Dwight Boyum On the Importance of Mass Communication and The Echo
Faculty member Dwight Boyum sees mass communication and The Echo school newspaper as avenues for him to not only teach journalism, but also improve the lives of his students and those on campus who may pick up the paper.
Teaching mass communication classes since 1990, just a year after he joined local newspaper the Post-Bulletin, and advising The Echo since 2011 (and an earlier stint for roughly two years), has allowed Boyum to deliver what he’s learned as an elder statesman of the media business.
But in return, The Echo has inspired him.
“The Echo’s fun because I never know what I’m going to get with students; they all come in with different backgrounds, (from) different walks of life,” Boyum begins.
One example of this immediately stands out to Boyum. Last year his Editor in Chief was a 41-year-old nontraditional student with a background in construction.
“It’s interesting when you have someone like that because they have so much life experience,” Boyum explains. “They just don’t sit there, nod, and agree. They’ll challenge you in a fun way.
“It forces you to explain why journalists do the things they do, and unfortunately a lot of people just don’t understand what the role of the media is, and who is a journalist,” Boyum continues candidly.
But a lot has changed in the journalism world.
“We’re living in such an interesting era,” Boyum concedes. “You’re bombarded with all sorts of types of media. Your clock alarm goes off and you have a radio station tuned; (while) eating breakfast you’ll log into your favorite website or blog or whatever. What we choose is really important.”
Just by reading one publication versus listening to another can shape perceptions: are you choosing a station with bias or something with credible sources?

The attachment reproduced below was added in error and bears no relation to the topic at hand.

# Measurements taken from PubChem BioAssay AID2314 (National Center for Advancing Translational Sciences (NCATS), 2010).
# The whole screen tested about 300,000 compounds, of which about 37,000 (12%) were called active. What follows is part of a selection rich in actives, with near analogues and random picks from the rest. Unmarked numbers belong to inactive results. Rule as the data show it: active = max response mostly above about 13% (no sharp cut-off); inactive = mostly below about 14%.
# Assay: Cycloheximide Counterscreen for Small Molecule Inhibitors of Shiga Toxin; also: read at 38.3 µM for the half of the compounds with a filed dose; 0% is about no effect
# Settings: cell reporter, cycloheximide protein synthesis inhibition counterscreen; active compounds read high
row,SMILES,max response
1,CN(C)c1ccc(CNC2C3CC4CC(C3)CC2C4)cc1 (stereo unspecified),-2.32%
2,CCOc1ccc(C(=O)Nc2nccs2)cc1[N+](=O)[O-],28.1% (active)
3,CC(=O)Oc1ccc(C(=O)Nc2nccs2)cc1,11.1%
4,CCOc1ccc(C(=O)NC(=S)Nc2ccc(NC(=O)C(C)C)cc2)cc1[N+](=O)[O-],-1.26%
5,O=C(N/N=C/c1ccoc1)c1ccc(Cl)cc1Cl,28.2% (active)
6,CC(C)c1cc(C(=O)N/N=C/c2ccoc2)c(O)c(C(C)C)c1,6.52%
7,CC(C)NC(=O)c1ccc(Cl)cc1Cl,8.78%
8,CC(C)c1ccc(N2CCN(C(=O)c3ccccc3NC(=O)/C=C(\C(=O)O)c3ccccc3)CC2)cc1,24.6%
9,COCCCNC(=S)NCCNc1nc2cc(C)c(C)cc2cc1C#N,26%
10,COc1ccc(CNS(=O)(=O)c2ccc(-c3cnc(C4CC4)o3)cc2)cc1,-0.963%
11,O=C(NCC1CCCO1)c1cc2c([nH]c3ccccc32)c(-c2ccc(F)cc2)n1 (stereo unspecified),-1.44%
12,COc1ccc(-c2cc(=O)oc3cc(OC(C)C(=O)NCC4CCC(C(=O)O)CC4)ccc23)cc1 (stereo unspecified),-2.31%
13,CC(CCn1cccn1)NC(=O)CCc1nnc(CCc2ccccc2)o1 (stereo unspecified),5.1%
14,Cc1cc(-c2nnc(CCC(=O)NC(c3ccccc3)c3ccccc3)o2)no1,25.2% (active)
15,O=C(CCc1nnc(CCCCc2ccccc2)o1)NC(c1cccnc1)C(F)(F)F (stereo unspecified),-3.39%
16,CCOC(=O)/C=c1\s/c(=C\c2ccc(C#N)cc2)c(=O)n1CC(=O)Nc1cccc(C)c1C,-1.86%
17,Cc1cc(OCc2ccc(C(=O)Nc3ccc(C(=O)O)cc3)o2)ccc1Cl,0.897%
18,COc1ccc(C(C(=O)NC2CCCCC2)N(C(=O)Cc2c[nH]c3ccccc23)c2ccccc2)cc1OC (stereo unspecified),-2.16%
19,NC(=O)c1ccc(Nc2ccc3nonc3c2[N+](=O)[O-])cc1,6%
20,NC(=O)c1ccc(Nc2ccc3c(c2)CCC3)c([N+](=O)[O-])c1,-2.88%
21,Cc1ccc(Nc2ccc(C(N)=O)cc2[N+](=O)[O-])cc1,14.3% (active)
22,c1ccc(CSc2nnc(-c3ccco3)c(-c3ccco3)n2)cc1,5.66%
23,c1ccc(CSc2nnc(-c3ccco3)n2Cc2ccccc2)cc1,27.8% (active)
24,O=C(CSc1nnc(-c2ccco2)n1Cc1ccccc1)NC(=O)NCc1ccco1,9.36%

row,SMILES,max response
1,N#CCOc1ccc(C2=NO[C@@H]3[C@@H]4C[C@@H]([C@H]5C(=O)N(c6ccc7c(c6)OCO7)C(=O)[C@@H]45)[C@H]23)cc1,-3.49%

Relying on biased media can stoke the political divisiveness that is so prominent in American culture these days, especially during the presidential election buildup, and Boyum hopes to give his students enough knowledge to avoid that.
“We all get frustrated and want to raise our voice now and again, but there’s so much of that now,” Boyum says. “When everybody’s shouting, nobody is listening.”
A punch of energy from class
Boyum has seen it all during his decades of service to the Post-Bulletin. It’s a tiring job, but class gives him a reboot.
“I get energized when I’m out here,” Boyum says sincerely.
He gives an example of a time in 2014 when he was involved in three interviews with politicians before having class in the afternoon. He arrived with five minutes to spare, but got on track and had one of the best classes he’s ever had, with about half of the students engaging in thoughtful conversation.
“I left class and thought, ‘Ah, this is why I do this!’” Boyum exclaims. “Students who take a journalism class, I think, are very curious about the world.”
Teaching students to be better learners of the world is similar to Boyum’s role at the Post-Bulletin, where he hopes to give community members just a little bit better of an understanding of Rochester’s happenings.
Boyum says that one of the best Echo pieces accomplished this. The piece was about what it’s like to be a transgender college student.
“That was a really good service to the community because how can you understand what a transgender person is going through, even if you’re uncomfortable and have some objections, try to at least understand where they’re coming from and why,” says Boyum. “That was a really dynamic, relevant edition.”
Relevance is key.
Things like how to pay for school, social issues on campus, and how to find a place to belong (Boyum then remembers a story about a student who felt lost and found his way after being convinced to join band). If it can improve a student’s life in some way, or teach them something new, The Echo wants to cover it.
The case for journalism
Boyum recommends a newswriting or mass communication class to every student. He believes being a better communicator and writer is essential for anyone in business or even history majors. At the very least, one class makes you more discerning the next time you open a newspaper.
Or you could just join The Echo staff.
“I tell people, even if you’re not going into journalism, I think working at a student newspaper is a good experience,” Boyum says. “It heightens those communication skills; you learn how to tighten your writing. I just want students to express themselves. Whether as a writer, a graphic designer, as a photographer. I want The Echo to be that venue where they can express themselves.”
RCTC Spotlight is a series highlighting students, faculty, staff, alumni, and various departments.